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Gather, K.S.;  Mavrev, I.;  Gantz, S.;  Dreher, T.;  Hagmann, S.;  Beckmann, N.A. Prognostic Factors in Spica Cast MRI. Encyclopedia. Available online: (accessed on 23 April 2024).
Gather KS,  Mavrev I,  Gantz S,  Dreher T,  Hagmann S,  Beckmann NA. Prognostic Factors in Spica Cast MRI. Encyclopedia. Available at: Accessed April 23, 2024.
Gather, Katharina Susanne, Ivan Mavrev, Simone Gantz, Thomas Dreher, Sébastien Hagmann, Nicholas Andreas Beckmann. "Prognostic Factors in Spica Cast MRI" Encyclopedia, (accessed April 23, 2024).
Gather, K.S.,  Mavrev, I.,  Gantz, S.,  Dreher, T.,  Hagmann, S., & Beckmann, N.A. (2022, September 22). Prognostic Factors in Spica Cast MRI. In Encyclopedia.
Gather, Katharina Susanne, et al. "Prognostic Factors in Spica Cast MRI." Encyclopedia. Web. 22 September, 2022.
Prognostic Factors in Spica Cast MRI

Closed reduction followed by spica casting is a conservative treatment for developmental dysplasia of the hip (DDH). Magnetic resonance imaging (MRI) can verify proper closed reduction of the dysplastic hip. The abduction angle is the only influencing factor for improved development of the DDH. No other prognostic factors in MRI measurements, such as gender, age at time of the first spica cast, or treatment involving overhead extension were found to be predictive of mid-term outcome. Mild residual dysplasia in the first follow-up X-ray warrants further observation.

spica cast closed reduction developmental hip dysplasia hip luxation MRI

1. Introduction

The estimated incidence of developmental dysplasia of the hip (DDH) in infants varies geographically from 0.1–30 per 1000 newborns, depending on the population [1][2][3]. Unrecognized and untreated DDH can lead to premature osteoarthritis and is responsible for up to one-third of hip replacements in adults younger than 60 years [1]. The exact etiology of DDH remains unknown and is likely multifactorial, with its pathophysiology reflecting a combination of primary abnormal acetabular development and secondary abnormal interaction between the femoral head and the acetabulum during perinatal life [4]. Specifically, previous studies have shown that breech intrauterine position, family history of DDH and female gender are the most important risk factors for DDH [1][5]. Other risk factors such as first-born, oligohydramnios, overly restrictive swaddling practices and foot abnormalities have been linked to DDH, but the evidence is weaker [2][5].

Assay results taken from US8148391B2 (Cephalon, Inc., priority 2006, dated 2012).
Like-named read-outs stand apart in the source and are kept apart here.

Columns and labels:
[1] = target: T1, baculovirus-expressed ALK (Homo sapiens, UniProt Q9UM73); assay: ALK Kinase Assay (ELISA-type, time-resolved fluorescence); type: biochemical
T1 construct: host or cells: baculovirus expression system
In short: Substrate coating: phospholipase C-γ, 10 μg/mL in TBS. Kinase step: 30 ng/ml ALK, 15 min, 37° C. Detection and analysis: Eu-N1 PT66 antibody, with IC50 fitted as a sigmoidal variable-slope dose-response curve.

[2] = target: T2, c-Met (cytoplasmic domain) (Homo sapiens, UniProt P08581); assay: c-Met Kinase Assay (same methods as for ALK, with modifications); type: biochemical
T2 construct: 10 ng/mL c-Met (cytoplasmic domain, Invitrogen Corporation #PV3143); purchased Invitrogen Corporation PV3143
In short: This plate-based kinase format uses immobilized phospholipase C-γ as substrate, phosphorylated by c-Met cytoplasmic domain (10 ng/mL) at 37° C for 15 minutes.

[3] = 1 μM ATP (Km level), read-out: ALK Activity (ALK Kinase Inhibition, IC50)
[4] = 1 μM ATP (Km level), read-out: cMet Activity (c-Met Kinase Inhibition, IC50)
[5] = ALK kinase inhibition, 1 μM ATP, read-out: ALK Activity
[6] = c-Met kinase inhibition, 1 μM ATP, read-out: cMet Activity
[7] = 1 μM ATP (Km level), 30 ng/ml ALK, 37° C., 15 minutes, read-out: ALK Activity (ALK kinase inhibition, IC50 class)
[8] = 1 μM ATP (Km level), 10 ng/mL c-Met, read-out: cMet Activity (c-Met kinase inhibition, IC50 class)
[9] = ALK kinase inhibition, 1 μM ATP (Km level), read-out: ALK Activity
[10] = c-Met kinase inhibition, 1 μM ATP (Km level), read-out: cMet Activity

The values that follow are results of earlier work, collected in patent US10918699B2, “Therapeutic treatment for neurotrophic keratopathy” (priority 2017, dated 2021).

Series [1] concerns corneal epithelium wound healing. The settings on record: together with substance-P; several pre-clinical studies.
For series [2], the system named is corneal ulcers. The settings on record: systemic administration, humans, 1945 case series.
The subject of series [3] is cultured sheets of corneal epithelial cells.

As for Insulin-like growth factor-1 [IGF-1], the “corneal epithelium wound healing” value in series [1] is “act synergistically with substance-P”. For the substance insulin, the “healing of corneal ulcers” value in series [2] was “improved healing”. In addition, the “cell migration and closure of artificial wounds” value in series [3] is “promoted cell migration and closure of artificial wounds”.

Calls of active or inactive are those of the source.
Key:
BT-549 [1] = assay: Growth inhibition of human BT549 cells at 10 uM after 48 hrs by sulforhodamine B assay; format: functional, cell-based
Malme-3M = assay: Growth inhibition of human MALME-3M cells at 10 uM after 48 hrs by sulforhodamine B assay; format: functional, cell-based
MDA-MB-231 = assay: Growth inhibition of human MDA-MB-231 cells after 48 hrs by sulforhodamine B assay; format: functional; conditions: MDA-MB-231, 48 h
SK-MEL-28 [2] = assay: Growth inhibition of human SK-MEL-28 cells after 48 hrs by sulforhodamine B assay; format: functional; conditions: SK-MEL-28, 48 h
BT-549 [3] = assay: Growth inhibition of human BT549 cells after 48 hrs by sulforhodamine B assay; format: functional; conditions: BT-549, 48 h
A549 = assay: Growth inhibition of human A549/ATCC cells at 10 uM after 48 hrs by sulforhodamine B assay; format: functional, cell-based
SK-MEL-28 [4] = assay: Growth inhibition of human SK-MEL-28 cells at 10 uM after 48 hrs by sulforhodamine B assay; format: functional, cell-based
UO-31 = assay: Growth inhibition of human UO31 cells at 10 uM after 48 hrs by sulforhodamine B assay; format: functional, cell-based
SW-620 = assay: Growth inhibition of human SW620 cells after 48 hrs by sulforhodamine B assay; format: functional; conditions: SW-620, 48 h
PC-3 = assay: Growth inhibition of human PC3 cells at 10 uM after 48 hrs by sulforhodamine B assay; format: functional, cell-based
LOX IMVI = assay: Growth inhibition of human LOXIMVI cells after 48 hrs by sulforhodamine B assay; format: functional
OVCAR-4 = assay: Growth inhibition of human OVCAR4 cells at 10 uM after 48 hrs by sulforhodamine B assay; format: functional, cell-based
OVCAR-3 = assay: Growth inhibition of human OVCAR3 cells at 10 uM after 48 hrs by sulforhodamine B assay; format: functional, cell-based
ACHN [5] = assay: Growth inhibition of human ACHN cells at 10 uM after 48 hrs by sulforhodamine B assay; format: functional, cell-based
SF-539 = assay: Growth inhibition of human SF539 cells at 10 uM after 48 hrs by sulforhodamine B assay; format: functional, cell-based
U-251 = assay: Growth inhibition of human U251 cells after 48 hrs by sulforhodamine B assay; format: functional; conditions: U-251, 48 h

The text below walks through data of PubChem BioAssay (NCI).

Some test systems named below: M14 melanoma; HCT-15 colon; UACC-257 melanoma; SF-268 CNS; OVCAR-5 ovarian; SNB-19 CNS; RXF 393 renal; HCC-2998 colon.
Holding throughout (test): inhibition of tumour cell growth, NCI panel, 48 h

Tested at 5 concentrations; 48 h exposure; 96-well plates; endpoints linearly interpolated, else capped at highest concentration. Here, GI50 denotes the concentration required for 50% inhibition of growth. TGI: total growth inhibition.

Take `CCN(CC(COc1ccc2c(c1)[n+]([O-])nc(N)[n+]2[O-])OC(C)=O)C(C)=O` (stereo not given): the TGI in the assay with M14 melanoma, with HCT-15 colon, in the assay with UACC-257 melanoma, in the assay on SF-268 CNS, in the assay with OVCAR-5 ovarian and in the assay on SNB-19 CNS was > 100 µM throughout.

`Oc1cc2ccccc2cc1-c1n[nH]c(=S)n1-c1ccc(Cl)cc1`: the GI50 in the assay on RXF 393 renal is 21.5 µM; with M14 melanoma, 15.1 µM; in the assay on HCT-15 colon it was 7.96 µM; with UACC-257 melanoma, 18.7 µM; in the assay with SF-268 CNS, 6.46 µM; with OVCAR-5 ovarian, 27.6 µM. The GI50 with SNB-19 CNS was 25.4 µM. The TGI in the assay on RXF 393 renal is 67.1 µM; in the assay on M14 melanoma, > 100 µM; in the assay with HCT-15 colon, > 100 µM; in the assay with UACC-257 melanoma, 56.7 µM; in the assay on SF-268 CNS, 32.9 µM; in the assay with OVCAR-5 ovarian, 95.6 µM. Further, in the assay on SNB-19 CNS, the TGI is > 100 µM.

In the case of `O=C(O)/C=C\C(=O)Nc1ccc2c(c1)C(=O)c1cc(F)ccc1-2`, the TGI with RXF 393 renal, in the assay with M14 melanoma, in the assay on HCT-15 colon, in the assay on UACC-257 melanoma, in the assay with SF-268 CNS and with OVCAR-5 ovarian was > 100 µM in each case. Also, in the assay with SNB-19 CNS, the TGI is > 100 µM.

Detected at an early age by ultrasound, developmental hip dysplasia (DDH) can be very effectively treated by conservative means, even in severe cases. Success rates of 90.4–99.8% have been shown for the Tübinger splint, the Pavlik harness, or casts, and as such are considered first-line therapy in neonates [6][7][8][9]. These splints or casts exploit the huge potential for growth and remodeling of the newborn hip [10]. The goal of treatment in these cases is to achieve and maintain concentric reduction of the hip joint to promote femoral head coverage, and congruent acetabular and femoral head development. Treatment is guided by the age at presentation and the severity of the disease [11]. Later, once the ossification center has formed in the femoral head, the sonographic possibilities become limited and AP X-ray of the pelvis provides superior diagnostic information [12]. Here, the acetabular index is the relevant parameter up to the age of 4. Beginning at the age of 4, the centre-edge angle (CE angle), according to Wiberg, becomes increasingly relevant [13].